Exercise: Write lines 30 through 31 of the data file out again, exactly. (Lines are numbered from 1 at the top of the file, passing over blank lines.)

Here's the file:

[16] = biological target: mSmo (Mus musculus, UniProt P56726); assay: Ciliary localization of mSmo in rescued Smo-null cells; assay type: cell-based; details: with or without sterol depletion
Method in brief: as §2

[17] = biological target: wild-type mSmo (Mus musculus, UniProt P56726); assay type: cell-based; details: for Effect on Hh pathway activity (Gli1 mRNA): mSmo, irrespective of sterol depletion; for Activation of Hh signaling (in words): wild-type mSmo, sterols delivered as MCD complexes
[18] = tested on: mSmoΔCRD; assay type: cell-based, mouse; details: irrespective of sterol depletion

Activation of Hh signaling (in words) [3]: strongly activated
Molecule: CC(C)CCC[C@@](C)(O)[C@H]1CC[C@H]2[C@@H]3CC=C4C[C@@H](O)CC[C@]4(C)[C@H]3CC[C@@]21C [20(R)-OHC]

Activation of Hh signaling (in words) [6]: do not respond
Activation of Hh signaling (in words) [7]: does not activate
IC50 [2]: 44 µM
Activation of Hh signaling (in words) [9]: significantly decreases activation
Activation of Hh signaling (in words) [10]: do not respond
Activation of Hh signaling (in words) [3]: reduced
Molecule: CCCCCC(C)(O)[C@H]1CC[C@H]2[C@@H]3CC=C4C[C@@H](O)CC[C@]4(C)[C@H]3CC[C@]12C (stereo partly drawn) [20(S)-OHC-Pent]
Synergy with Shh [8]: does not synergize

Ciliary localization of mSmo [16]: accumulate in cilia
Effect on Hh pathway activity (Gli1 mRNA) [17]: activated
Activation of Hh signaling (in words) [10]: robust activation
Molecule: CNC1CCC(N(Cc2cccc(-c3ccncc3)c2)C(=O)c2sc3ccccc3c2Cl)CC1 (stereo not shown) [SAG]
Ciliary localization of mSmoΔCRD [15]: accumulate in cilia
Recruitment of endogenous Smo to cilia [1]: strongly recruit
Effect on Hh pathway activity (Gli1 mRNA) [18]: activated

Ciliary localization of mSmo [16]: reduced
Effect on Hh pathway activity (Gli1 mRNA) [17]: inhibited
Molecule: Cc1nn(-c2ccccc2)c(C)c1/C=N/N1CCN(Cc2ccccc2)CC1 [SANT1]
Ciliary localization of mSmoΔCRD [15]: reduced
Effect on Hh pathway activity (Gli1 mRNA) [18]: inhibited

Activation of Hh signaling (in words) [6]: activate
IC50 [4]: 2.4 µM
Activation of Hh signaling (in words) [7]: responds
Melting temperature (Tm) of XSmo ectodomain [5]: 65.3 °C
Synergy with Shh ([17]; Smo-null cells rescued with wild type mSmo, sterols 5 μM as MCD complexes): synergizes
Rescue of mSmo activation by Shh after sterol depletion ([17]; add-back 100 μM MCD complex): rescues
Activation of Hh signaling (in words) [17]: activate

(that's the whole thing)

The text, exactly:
Melting temperature (Tm) of XSmo ectodomain [5]: 65.3 °C
Synergy with Shh ([17]; Smo-null cells rescued with wild type mSmo, sterols 5 μM as MCD complexes): synergizes